I was at a retreat this past week, obstensably reviewing the preaching lectionary for the coming year.  Besides Fr. Bob Totten, the priest from Florence, everyone there was United Methodist.  If you are going to work on preaching, one could do worse than working with Methodists, they’ve got the whole holiness thing down.  The leader of the retreat is a church consultant and he had the fire of Christ in his belly.  He spoke with great urgency about what makes vibrant and vital parishes, what makes a church an outpost of God in the world.  In his decades of church service, as a parish pastor and consultant, he is convinced that the only churches that are long term viable, or even worth making an effort on, are the ones mid-wifeing and equipping disciples of Jesus for service in and to the world.  I went to work on our preaching ministry for the coming year, I come home thinking about discipleship.
That is why we are here, or why we should be here.  We should be here to learn about ourselves, discern our relationship with God, we should be here to practice living in relation to each other.  We are here to practice loving God with everything we have and practice loving our neighbor as ourselves.  We are here to be disciples, servants in the name of God.  There is a lot of fun and socializing here, but it is not a social club.  There is a lot of fun and serving here, but this is not a service organization.  This is a church.  We are The Church, the Body of Christ.  We are an athenaeum of sacred learning and discipleship.  We are an academy of practice.  We are a boot camp for recruits on God’s way.  And all are welcome to join us in our work and witness.  
This is the change and the challenge we most critically need to pray on together.  Following that winding path up the holy mountain into God, we will encounter pilgrims that we will not encounter elsewhere in our lives, and we will not be able to do this on our terms.  We will sit next to folks in church, sit on committees with, serve pancakes with, eat pancakes with folks we do not encounter anywhere else, and we must be glad for that.  As time goes on, as our message is delivered more widely, as more join us in our work and presence in the world, this caravan of pilgrims will look less and less like it does now and will look more and more like the kingdom of God.  In this we are challenged, we are orderedby Christ to be the servant of all.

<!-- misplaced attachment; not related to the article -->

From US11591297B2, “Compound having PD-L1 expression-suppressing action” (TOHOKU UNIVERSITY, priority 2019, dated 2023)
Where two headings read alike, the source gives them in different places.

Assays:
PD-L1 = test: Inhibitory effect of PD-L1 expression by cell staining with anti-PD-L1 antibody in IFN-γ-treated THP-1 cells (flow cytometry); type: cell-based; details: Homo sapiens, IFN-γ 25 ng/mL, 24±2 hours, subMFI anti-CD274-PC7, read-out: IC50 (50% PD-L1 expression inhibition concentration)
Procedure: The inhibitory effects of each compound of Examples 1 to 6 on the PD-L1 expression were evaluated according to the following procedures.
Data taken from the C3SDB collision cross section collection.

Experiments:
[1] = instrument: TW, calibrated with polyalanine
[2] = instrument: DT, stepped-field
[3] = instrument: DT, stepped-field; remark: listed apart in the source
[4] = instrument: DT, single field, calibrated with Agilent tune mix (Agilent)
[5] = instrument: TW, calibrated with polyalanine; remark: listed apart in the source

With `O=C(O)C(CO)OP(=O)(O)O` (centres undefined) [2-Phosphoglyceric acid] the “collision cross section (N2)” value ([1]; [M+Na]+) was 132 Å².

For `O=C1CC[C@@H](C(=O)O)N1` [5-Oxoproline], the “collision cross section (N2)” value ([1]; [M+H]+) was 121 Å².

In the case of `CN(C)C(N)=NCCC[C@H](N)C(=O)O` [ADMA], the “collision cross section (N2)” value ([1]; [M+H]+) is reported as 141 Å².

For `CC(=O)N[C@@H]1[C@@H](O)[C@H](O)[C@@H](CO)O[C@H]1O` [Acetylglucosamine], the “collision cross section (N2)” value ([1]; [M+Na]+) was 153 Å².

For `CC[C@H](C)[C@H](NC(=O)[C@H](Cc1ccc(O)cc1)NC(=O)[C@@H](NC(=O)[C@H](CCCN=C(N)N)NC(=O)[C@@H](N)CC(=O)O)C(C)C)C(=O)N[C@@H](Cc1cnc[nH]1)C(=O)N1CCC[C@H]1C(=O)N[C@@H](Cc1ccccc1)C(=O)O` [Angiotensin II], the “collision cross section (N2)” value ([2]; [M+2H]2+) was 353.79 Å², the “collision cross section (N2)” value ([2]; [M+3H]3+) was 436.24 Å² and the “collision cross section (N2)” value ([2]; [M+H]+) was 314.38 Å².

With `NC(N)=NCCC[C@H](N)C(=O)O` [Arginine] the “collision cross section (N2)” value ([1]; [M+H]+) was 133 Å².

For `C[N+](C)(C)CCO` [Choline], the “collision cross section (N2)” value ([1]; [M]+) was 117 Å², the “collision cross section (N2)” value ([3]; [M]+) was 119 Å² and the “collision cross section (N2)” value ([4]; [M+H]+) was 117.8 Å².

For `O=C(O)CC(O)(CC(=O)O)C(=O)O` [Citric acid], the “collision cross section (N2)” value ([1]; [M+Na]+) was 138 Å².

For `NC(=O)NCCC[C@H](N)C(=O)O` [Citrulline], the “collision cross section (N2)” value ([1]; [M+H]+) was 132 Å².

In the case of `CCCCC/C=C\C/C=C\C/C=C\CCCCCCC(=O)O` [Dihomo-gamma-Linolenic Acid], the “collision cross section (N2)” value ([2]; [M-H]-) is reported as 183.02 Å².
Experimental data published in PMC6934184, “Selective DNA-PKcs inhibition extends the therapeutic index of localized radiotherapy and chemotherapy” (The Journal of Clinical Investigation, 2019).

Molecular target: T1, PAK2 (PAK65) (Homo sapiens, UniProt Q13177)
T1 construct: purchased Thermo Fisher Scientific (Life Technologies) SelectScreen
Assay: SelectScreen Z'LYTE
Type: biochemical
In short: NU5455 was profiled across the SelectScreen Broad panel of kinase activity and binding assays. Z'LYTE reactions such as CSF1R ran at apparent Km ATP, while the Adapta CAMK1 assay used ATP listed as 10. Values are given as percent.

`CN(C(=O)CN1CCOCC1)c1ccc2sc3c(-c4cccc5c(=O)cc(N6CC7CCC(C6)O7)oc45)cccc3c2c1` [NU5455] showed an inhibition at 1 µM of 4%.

We cannot just tolerate these changes.  We cannot just tolerate those who join this caravan.  Tolerance is not a Godly virtue.  It is a bare minimum requirement for civil living, it does not meet the bar of Christian living.  Welcome. Acceptance.  Embrace. Maybe even Celebration.  Those are the kind of words Jesus would use, well, at least Paul would.  Accepting, embracing, celebrating each other is a requirement for life in this community.  Where and when we fail, which we will from time to time; where and when we do not measure up which of course we won’t from time to time, we must be willing to try, we must be willing to learn to try, because it is so hard to do.  
Serving the broken; helping the needful; lifting up the downtrodden… that is simple.  Loving the annoying; working with the low functioning; cooperating with the kookie, the cranky and the confounding; working, serving side by side with those whom you couldn’t dream of relating to anywhere else in your life…now that is holy living.  That is higher practice math.  That is what makes a church family, a Christian community, a full part of the body of Christ.  That is welcoming one such as a child.  That is being a servant of all.  That is another step on our journey in to God in Christ.  As St. James reminds us, “Draw near to God and God will draw near to you.” AMEN